• I tend to be very careful getting rid of images of friends and family.  These pictures, no matter how silly or strange they may look now tend to age well.  Years later you’ll still look on a silly out of focus image of a friend and be happy that you have the memory.

Once the images have been flagged for removal, I remove them by going up to Photo -> Delete Rejected Photos and then Remove from Disk.  This clears up your hard drive dramatically and now you have a better set of photos to work from.

In the next stage, I select all of the photos and add them to a collection.  I only do one level of collection organization, meaning I create a top level collection for each set.  This is because the vast majority of my photography is related to travel; if I was a wedding photographer as well it may make sense to create a top level collection of “Weddings” and then a collection of “Travel – Asia” and “Travel – Africa” but instead I organize a little more generally.  You can see a snapshot of my basic organization below in the screenshot from my old Lightroom library.

Now comes the fun part.  I enter the collection, going through the photos and doing my initial categorization.  While I do this, I am absolutely NOT doing any development or processing work.  I run through and do a first pass in the following three ways.

  • Good photos get “Picked” with a white flag.  To do this you just select a photo and press P.  For me, this means the image will be developed later in it’s life.  Not all photos are going to be picked; I always have some that are not good enough to be developed further but also not bad enough to throw away.
  • HDR photos get colored Yellow.  In my system, I use the “7” number to correspond to Yellow, which I’ve labeled as HDR.  This allows me to be clear on my bracketed photos and I know that later on those will need to be processed in Photomatix.
  • Panorama photos get colored Green.  In my system, I use the “8” number to correspond to Green and these mean they’ll be scheduled for export to Photoshop later to build a panorama.

Below is a basic example of what things look like after I’ve gone through an initial run.  Some of the pictures are green, a few are yellow, and some have flags.  You’ll note that if I color a photo green or yellow, it’s not flagged.  This is because I tend to go back to those photos as groups; i.e. I’ll open up all of my yellow photos and do the majority of my HDR processing at once.  Then I’ll sit down and do my panorama processing, then my “normal” processing for the flagged photos.  As I said in the opening, this is just the way I go about things and there’s many, many ways to do this.  I’ve already covered my HDR processing in another tutorial but will save the other processing overviews for another day.

Now – once processing is complete (again, I’m skipping this step to be covered another day) I go through my final wrap-up.  This is where I decide what images I want to post where, and which ones I think are portfolio worthy.  I now separate these into 3 general categories.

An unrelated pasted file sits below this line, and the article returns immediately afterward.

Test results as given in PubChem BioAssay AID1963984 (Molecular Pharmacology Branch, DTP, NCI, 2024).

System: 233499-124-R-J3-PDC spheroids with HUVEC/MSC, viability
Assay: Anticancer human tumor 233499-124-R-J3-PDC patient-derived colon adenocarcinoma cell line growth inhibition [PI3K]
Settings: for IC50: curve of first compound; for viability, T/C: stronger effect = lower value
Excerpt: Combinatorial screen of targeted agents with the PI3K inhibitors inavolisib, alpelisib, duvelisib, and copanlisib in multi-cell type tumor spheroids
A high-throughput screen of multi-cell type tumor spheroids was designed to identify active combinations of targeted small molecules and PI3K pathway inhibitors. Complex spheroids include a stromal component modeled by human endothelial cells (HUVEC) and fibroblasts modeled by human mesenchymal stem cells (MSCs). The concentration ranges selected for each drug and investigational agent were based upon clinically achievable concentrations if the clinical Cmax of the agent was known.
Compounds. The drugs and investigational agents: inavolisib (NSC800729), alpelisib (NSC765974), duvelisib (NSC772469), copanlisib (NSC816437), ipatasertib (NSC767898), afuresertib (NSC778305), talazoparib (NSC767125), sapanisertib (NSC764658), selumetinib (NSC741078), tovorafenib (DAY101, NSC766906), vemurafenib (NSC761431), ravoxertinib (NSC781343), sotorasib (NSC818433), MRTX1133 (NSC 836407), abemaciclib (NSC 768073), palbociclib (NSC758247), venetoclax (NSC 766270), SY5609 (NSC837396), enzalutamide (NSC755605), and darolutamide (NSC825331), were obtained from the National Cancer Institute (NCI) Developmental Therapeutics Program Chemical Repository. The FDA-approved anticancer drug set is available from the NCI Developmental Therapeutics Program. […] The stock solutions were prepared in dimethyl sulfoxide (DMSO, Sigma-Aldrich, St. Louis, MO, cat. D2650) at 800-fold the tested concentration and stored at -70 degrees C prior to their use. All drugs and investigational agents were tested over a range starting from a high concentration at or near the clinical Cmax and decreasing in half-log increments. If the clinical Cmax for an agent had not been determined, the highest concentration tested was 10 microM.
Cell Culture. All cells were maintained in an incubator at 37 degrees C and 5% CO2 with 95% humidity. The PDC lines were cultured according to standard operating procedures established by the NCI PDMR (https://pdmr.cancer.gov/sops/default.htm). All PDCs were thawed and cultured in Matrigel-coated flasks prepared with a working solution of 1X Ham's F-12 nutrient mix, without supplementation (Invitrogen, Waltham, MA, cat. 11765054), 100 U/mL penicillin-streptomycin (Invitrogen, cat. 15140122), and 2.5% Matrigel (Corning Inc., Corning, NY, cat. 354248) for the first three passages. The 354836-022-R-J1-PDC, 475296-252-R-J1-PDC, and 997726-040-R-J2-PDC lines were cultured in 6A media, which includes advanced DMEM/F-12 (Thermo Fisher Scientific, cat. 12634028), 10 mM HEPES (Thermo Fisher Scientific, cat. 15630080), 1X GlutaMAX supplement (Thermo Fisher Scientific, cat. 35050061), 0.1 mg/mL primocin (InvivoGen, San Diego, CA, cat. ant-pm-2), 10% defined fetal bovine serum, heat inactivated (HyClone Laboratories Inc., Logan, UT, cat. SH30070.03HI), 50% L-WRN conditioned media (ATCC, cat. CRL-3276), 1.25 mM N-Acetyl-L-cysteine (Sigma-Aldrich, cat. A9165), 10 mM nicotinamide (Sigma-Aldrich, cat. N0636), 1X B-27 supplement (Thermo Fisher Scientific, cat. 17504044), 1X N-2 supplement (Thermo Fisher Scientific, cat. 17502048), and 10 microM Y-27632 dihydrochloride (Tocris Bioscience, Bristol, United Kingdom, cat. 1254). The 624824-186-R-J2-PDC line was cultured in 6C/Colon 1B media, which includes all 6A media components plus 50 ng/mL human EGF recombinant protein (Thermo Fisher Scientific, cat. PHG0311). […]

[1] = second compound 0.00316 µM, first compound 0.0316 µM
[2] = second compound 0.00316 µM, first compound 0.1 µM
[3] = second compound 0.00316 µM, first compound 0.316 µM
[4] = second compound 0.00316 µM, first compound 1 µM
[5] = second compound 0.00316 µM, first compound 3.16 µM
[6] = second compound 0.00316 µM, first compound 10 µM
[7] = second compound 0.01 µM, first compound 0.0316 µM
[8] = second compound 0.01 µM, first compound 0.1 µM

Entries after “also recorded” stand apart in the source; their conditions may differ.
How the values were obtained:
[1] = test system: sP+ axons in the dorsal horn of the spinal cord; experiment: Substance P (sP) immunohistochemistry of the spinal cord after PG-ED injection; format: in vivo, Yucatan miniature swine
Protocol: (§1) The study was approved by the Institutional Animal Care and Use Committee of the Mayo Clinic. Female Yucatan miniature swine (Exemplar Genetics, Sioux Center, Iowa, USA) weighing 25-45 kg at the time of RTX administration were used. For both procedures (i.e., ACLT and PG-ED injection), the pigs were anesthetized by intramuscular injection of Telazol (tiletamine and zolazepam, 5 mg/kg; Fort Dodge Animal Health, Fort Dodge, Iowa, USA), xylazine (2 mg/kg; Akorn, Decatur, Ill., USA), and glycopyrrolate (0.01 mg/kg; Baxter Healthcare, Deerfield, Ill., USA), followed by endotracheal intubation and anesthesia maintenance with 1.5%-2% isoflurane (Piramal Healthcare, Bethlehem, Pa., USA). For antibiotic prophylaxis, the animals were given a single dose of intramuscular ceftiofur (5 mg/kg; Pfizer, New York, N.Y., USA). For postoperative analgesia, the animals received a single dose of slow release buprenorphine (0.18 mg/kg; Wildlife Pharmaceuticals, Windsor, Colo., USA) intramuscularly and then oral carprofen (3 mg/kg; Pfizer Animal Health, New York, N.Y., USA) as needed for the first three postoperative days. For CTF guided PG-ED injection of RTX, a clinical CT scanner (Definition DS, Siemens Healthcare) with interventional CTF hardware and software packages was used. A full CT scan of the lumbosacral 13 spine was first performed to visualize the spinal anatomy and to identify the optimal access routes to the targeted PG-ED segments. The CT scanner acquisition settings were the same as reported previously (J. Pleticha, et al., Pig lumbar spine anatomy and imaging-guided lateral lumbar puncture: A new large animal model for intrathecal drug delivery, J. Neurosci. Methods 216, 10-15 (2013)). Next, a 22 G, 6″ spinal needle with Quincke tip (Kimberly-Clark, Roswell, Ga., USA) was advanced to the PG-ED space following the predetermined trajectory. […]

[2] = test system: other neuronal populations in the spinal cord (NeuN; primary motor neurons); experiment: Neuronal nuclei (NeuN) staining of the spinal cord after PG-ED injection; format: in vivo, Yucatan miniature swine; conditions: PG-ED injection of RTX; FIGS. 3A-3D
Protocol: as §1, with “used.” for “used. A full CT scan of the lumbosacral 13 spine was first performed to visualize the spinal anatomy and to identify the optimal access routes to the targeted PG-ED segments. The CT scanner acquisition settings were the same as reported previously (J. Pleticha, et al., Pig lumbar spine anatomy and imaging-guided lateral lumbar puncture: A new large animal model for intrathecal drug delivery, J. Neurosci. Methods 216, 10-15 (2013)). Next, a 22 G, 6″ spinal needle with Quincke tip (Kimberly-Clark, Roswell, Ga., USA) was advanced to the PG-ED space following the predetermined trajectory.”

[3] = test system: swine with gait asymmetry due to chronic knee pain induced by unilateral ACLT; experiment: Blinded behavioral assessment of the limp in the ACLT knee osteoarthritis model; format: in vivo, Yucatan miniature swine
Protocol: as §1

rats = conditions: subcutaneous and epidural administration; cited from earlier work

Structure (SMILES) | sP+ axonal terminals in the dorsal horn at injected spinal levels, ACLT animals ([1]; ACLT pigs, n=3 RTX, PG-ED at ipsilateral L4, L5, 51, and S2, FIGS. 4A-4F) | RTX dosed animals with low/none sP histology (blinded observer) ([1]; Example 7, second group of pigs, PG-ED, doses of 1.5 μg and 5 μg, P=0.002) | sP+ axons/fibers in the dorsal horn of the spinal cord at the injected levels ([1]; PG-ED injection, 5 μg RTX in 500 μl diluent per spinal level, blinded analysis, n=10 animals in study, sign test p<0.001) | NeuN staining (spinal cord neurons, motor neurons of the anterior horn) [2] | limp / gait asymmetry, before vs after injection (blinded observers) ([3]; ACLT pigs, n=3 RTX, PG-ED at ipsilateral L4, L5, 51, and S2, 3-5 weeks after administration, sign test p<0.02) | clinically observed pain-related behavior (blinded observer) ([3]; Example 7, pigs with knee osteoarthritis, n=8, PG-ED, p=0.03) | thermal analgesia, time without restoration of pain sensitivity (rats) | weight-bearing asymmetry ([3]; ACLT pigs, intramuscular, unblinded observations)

• Flickr – for photos that I want to post to Flickr, I add a blue flag (9 in Lightroom).  This means that I’ll post that photo to Flickr only.  I tend to use Flickr as a general site to store my photos, but I don’t use it as a dumping ground.  I still want my Flickr photos to be of high quality so I’m careful in selecting what goes up there.
  • Blog – for photos that I want to post to Postcard Intellect, I add a red flag (6 in Lightroom).  These are pictures that I believe are some of my best work and also illustrate a point that I want to make with respect to a trip.  It might be that they show a particular type of composition that I want to discuss or tell a story about from my journey.
  • 5 stars – Finally, I pick out a few photos that I think are my best.  These are the ones that I ultimately post to my portfolio on SmugMug.  I also post these photos to 500px, although I’m not very active on that site from a social perspective.
This is what my Grid view looks like after I’ve processed everything.

In preparation for posting, I do a few final things to clean-up.  I put keywords in all of my images; this is important so that I don’t have to do it again in SmugMug, Flickr, 500px, etc.  I also do my best to rename the images to something that makes more sense.  I’m now getting in the habit of putting my photos into the map for Lightroom but I’m still not consistent in doing this.  For some reason it’s not compatible with SmugMug so until they fix that the time spent mapping my photos in Lightroom isn’t worth it.  Here’s a screenshot from my recent Tunisia set; you can get a look at the Keywords that I’ve entered for that picture.

That’s it – so in summary I have four big steps in processing my photos.

  1. Upload to Lightroom, then hit an X on the pictures that aren’t good enough to keep
  2. Create a collection with the remaining photos, then categorize them.  Flag the good ones that need follow-up for development, then flag the photos that need HDR and Panorama processing.
  3. Once development is complete, I go through the photos again to determine what to do with the images.  All flagged photos will be ranked as 5 star, Flickr, Blog or None.
  4. Final clean-up on the images that will be posted to the world; keywording, image renaming and potentially mapping if required.

Hope this is useful for those of you trying to figure out how to manage all of your images. Again, there are TONS of ways to do this stuff but this might give you a few ideas on how to manage your images and get your photo library organized.